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Through A Glass Negative, Darkly

Taylor’s soft-focus, sepia-colored photographs of tranquil domestic interiors were featured in an eight-page spread in Gustav Stickley’s Craftsman magazine.

Mary Lyon Taylor, edit

Photo: Mary Lyon Taylor

Digital image 2003, copyright, Indiana Historical Society. All Rights Reserved.

A trove of 400 glass plate negatives found in the attic of an Indianapolis home in the 1980s resuscitated the name of a once-celebrated female photographer. In addition, the discovery illuminates life in the upper reaches of Indianapolis society around the turn of the last century.

The 6 ½ by 8 ½ glass plate negatives found in a home in the Herron-Morton Place neighborhood on the northside of Indianapolis were taken during the first decade of the 20th century by Mary Lyon Taylor. Born to a prosperous Wisconsin family in 1872, Mary Lyon had had some art training by the time of her marriage to Indianapolis businessman Edward Taylor in 1898.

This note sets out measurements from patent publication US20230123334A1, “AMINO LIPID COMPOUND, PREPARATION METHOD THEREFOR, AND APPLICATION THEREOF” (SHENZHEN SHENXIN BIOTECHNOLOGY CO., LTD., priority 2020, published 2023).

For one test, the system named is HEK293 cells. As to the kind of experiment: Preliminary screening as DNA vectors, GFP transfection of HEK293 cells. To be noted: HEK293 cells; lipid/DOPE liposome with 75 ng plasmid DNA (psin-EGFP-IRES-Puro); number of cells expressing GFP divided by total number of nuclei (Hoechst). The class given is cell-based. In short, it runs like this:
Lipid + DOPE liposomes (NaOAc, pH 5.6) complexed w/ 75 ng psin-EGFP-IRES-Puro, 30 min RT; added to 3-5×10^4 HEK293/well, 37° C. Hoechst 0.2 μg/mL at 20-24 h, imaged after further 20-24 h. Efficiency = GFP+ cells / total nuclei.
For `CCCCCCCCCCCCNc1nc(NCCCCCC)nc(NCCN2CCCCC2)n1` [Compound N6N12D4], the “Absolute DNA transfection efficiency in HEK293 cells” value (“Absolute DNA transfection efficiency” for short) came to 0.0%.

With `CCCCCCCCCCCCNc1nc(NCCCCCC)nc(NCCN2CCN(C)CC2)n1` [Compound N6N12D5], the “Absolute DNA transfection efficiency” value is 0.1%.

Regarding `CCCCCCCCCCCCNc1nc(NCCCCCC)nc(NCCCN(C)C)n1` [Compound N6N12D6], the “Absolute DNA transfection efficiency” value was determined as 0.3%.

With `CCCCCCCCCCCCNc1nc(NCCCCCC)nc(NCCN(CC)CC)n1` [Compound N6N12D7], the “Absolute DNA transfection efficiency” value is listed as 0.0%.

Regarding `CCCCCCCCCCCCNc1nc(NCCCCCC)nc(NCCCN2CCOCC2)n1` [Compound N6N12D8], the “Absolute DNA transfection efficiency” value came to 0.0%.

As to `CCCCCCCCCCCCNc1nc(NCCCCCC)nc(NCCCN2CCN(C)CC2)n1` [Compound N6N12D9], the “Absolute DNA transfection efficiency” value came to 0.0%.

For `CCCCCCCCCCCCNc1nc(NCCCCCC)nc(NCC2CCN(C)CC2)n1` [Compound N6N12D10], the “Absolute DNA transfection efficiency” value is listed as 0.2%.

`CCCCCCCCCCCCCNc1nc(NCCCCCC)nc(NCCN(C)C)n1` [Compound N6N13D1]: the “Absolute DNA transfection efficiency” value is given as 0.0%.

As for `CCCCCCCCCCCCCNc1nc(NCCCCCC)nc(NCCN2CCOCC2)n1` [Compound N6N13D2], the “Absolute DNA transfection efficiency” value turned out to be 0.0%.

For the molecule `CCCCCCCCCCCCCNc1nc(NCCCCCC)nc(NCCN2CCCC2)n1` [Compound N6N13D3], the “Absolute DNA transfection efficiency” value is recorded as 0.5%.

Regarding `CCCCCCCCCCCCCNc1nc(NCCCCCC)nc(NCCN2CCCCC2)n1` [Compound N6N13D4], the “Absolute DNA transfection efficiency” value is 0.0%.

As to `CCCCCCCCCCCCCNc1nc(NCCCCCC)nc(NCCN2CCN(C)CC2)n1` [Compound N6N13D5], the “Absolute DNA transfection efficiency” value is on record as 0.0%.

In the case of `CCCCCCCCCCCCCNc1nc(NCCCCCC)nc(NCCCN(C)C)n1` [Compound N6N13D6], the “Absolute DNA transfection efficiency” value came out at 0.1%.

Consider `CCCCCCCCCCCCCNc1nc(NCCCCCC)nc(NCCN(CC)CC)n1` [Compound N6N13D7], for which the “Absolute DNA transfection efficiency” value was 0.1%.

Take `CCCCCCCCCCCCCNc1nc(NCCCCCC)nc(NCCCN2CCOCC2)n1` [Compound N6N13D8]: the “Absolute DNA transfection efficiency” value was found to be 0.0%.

But her photographic experience was limited to taking snapshots with a Kodak Brownie by 1906, when a decline in the family’s fortunes spurred Mary Taylor to set up a photography studio and darkroom at her North Pennsylvania Street address. Studying the pictures she found in art periodicals and at the nearby John Herron Art Institute, Taylor outfitted herself with supplies from the H. Lieber Company and set up her photographic portrait business.

Her two sons and close female friends providing her first subjects, Taylor quickly achieved national renown for her “pictorial” photographs, in the impressionistic style championed by Alfred Stieglitz and the Photo-Secessionist group.

Taylor’s soft-focus, sepia-colored prints representing tranquil domestic interiors were featured in an eight-page spread in the November 1907 edition of Gustav Stickley’s Craftsman magazine, the preeminent organ of the Arts and Crafts Movement. Taylor’s pictures were also exhibited nationally as part of the fifth and sixth American Photographic Salons, which included a stop at Herron.

Taylor’s critical success was accompanied by numerous commissions, taking her into the homes of the Indianapolis elite, from James Whitcomb Riley and Mrs. Josiah K. Lilly, Sr., to Meredith Nicholson, whose children she photographed.

A year-long separation from her husband and temporary relocation in Minneapolis precipitated an abrupt end to Taylor’s photographic career in 1908. Nonetheless, three years later Taylor won a $500 prize in a Kodak advertising contest with one of her earlier, copyrighted shots. In later years, Taylor served as president of the Indianapolis Women’s Needlework Guild, wrote poetry and published music.

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